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The Works of the Rev. Jonathan Swift/Volume 12/From Jonathan Swift to Thomas Sheridan - 14


I HAD yours of June 22. You complain of not hearing from me; I never was so constant a writer. I have writ six times to our friends, and as many to you. Mr. Pope is reading your Persius; he is frequently sick, and so at this time; he has read it, but you must wait till next letter for his judgment. He would know whether it is designed for an elegant translation, or only to show the meaning; I reckon it an explanation of a difficult author, not only for learners, but for those also who are not expert in Latin, because he is a very dark author: I would not have your book printed entire, till I treat with my bookseller here for your advantage. There is a word (concacuus) which you have not explained, nor the reason of it. Where you are ignorant, you should confess you are ignorant. I writ to Stella the day we heard the king was dead, and the circumstances of it. I hold you a guinea, I shall forget something. Worrall writ to me lately. In answer, I desire that when the archbishop comes to a determination, that an appeal be properly lodged, by which I will elude him till my return, which will be at Michaelmas. I have left London, and stay here a week, and then I shall go thither again; just to see the queen, and so come back hither. Here are a thousand schemes wherein they would have me engaged, which I embraced but coldly, because I like none of them. I have been this ten days inclined to my old disease of giddiness, a little tottering; our friend understands it, but I grow cautious, am something better; cider and champaign and fruit have been the cause. But now I am very regular, and I eat enough. I took Dr. Delany's paper to the king when he was prince; he and his secretary[1] are discontented with the provost[2], but they find he has law on his side. The king's death hath broke that measure. I proposed the prince of Wales to be chancellor, and I believe so it will go. Pray copy out the verses I writ to Stella on her collecting my verses, and send them to me, for we want some to make our poetical miscellany large enough, and I am not there to pick what should be added. Direct them, and all other double papers, to lord Bathurst, in St. James's square, London. I was in a fright about your verses on Stella's sickness, but glad when they were a month old.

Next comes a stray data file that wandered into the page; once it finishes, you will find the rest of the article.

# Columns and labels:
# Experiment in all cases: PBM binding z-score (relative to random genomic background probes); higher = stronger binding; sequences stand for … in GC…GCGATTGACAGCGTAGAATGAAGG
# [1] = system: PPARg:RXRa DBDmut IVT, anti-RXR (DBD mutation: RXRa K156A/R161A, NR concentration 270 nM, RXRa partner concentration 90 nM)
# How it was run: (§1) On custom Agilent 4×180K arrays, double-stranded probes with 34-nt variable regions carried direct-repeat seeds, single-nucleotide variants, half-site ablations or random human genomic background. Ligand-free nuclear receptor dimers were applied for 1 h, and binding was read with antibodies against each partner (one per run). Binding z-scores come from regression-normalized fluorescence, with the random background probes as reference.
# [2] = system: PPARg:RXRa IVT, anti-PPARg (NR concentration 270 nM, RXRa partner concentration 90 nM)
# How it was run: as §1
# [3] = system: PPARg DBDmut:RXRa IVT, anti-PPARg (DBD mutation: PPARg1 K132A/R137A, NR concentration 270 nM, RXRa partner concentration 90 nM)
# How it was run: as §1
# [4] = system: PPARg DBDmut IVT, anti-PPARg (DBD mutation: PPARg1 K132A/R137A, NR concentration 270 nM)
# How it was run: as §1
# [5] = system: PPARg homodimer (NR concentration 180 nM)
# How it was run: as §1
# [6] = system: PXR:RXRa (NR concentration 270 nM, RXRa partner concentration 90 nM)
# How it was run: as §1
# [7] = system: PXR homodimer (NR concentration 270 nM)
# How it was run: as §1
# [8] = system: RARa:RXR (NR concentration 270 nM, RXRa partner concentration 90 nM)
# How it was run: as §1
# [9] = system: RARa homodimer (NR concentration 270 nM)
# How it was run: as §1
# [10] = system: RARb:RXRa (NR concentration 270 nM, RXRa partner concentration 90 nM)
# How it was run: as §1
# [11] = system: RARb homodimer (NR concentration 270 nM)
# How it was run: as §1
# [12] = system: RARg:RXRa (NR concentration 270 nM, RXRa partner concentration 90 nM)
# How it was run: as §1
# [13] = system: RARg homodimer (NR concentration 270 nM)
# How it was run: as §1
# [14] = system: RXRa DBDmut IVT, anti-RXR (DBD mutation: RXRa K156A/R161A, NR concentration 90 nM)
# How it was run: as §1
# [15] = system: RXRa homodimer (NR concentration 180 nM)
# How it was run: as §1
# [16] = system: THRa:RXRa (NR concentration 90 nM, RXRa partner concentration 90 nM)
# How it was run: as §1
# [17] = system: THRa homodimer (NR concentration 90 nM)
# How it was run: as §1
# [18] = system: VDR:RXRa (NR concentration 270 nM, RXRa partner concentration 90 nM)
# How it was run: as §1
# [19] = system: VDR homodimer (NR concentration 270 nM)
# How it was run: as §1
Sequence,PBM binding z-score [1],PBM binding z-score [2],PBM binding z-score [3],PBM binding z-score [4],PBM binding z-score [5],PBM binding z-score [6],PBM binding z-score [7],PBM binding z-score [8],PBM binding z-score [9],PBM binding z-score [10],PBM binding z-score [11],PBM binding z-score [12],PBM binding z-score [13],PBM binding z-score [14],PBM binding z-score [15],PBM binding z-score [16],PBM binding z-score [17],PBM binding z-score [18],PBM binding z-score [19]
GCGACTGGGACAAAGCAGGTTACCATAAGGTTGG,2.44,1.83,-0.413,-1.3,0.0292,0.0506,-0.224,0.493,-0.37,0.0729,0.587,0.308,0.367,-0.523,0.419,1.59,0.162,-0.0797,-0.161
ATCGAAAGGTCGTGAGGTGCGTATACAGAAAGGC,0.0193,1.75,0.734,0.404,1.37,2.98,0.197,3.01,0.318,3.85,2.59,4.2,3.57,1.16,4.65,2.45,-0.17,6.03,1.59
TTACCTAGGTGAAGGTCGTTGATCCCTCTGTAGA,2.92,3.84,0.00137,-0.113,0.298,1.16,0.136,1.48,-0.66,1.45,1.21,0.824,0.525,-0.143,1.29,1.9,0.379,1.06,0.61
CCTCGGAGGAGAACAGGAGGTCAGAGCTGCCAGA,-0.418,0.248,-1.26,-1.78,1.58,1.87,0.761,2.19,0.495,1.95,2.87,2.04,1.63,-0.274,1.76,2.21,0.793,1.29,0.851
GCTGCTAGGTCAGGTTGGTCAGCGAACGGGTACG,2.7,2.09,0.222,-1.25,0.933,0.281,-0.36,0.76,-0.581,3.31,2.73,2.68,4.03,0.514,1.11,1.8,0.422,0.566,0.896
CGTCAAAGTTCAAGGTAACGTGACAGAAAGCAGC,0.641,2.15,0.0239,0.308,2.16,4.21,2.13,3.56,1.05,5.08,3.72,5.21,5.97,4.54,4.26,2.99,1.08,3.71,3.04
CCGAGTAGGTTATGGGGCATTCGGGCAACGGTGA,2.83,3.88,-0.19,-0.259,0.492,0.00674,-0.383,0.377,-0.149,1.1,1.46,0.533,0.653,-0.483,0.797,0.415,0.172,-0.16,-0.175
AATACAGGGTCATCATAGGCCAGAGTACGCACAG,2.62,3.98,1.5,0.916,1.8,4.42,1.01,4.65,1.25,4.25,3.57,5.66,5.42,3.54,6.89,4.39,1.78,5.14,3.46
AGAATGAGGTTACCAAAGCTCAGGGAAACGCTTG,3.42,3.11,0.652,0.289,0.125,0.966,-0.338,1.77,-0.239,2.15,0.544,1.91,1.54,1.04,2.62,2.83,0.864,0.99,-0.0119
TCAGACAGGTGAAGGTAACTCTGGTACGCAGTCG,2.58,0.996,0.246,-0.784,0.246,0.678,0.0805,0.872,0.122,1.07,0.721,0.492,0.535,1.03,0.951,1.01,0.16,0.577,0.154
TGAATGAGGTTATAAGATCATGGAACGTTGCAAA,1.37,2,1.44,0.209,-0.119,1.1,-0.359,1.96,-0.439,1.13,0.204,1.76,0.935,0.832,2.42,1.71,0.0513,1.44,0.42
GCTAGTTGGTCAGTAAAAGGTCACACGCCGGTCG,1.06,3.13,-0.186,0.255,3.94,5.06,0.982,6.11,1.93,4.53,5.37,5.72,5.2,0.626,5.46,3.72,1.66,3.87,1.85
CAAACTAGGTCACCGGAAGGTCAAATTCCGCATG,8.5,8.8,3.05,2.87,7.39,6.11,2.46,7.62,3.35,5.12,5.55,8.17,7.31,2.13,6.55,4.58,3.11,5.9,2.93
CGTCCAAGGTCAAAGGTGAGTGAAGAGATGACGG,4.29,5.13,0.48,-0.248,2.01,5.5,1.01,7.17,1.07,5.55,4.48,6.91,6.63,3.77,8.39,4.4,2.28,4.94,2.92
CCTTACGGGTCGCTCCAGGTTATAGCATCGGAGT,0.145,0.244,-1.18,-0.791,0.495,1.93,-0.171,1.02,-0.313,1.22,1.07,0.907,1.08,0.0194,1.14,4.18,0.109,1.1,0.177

Desire our friends to let me know what I should buy for them here of any kind. I had just now a long letter from Mrs. Dingley, and another from Mr. Synge. Pray tell the latter, that I return him great thanks, and will leave the visiting affair to his discretion. But all the lawyers in Europe shall never persuade me, that it is in the archbishop's power to take or refuse my proxy, when I have the king's leave of absence. If he be violent, I will appeal, and die two or three hundred pounds poorer to defend the rights of the dean. Pray ask Mr. Synge whether his fenocchio be grown; it is now fit to eat here, and we eat it like celery, either with or without oil, &c. I design to pass my time wholly in the country, having some business to do, and settle, before I leave England for the last time. I will send you Mr. Pope's criticisms, and my own, on your work. Pray forget nothing of what I desire you. Pray God bless you all. If the king had lived but ten days longer, I should be now at Paris. Simpleton! the Drapiers should have been sent unbound, but it is no great matter; two or three would have been enough. I see Mrs. Fad but seldom; I never trouble them but when I am sent for: she expects me soon, and after that perhaps no more while I am here. I desire it may be told that I never go to court, which I mention because of a passage in Mrs. Dingley's letter; she speaks mighty good things of your kindness. I do not want that poem to Stella to print it entire, but some passages out of it, if they deserve it, to lengthen the volume. Read all this letter without hesitation, and I will give you a pot of ale. I intend to be with you at Michaelmas, bar impossibilities.